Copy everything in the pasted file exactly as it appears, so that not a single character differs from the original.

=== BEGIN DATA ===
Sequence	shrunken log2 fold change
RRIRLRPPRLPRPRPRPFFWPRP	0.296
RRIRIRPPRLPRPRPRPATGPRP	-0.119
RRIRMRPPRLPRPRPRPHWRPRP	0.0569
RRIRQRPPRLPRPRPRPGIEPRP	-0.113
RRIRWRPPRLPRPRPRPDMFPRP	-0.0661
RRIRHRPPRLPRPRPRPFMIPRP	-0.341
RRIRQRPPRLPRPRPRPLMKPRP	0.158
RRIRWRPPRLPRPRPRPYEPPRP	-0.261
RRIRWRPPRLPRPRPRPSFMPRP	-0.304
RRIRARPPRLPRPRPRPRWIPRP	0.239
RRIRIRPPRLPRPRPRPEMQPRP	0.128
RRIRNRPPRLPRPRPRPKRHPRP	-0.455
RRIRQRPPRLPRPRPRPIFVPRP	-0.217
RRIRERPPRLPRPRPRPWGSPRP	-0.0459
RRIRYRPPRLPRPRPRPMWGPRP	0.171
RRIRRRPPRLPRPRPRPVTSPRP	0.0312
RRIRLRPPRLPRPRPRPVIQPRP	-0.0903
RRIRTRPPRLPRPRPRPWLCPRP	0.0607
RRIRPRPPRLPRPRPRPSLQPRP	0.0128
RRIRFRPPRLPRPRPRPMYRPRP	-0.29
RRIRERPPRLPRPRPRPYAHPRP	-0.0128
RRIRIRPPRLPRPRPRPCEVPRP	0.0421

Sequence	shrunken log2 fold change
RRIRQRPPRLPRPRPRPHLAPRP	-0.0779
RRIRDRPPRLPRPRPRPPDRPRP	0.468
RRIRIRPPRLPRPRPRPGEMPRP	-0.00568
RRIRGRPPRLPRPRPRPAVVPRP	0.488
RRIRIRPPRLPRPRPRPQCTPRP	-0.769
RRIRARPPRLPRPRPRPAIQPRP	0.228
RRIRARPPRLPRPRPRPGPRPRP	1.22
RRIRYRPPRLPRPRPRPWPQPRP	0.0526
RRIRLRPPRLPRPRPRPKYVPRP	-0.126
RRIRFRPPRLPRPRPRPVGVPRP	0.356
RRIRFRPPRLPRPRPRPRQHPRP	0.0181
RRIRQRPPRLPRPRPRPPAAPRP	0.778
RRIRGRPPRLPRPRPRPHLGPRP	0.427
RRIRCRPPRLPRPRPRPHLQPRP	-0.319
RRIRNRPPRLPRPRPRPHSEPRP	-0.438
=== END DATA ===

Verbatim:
Sequence	shrunken log2 fold change
RRIRLRPPRLPRPRPRPFFWPRP	0.296
RRIRIRPPRLPRPRPRPATGPRP	-0.119
RRIRMRPPRLPRPRPRPHWRPRP	0.0569
RRIRQRPPRLPRPRPRPGIEPRP	-0.113
RRIRWRPPRLPRPRPRPDMFPRP	-0.0661
RRIRHRPPRLPRPRPRPFMIPRP	-0.341
RRIRQRPPRLPRPRPRPLMKPRP	0.158
RRIRWRPPRLPRPRPRPYEPPRP	-0.261
RRIRWRPPRLPRPRPRPSFMPRP	-0.304
RRIRARPPRLPRPRPRPRWIPRP	0.239
RRIRIRPPRLPRPRPRPEMQPRP	0.128
RRIRNRPPRLPRPRPRPKRHPRP	-0.455
RRIRQRPPRLPRPRPRPIFVPRP	-0.217
RRIRERPPRLPRPRPRPWGSPRP	-0.0459
RRIRYRPPRLPRPRPRPMWGPRP	0.171
RRIRRRPPRLPRPRPRPVTSPRP	0.0312
RRIRLRPPRLPRPRPRPVIQPRP	-0.0903
RRIRTRPPRLPRPRPRPWLCPRP	0.0607
RRIRPRPPRLPRPRPRPSLQPRP	0.0128
RRIRFRPPRLPRPRPRPMYRPRP	-0.29
RRIRERPPRLPRPRPRPYAHPRP	-0.0128
RRIRIRPPRLPRPRPRPCEVPRP	0.0421

Sequence	shrunken log2 fold change
RRIRQRPPRLPRPRPRPHLAPRP	-0.0779
RRIRDRPPRLPRPRPRPPDRPRP	0.468
RRIRIRPPRLPRPRPRPGEMPRP	-0.00568
RRIRGRPPRLPRPRPRPAVVPRP	0.488
RRIRIRPPRLPRPRPRPQCTPRP	-0.769
RRIRARPPRLPRPRPRPAIQPRP	0.228
RRIRARPPRLPRPRPRPGPRPRP	1.22
RRIRYRPPRLPRPRPRPWPQPRP	0.0526
RRIRLRPPRLPRPRPRPKYVPRP	-0.126
RRIRFRPPRLPRPRPRPVGVPRP	0.356
RRIRFRPPRLPRPRPRPRQHPRP	0.0181
RRIRQRPPRLPRPRPRPPAAPRP	0.778
RRIRGRPPRLPRPRPRPHLGPRP	0.427
RRIRCRPPRLPRPRPRPHLQPRP	-0.319
RRIRNRPPRLPRPRPRPHSEPRP	-0.438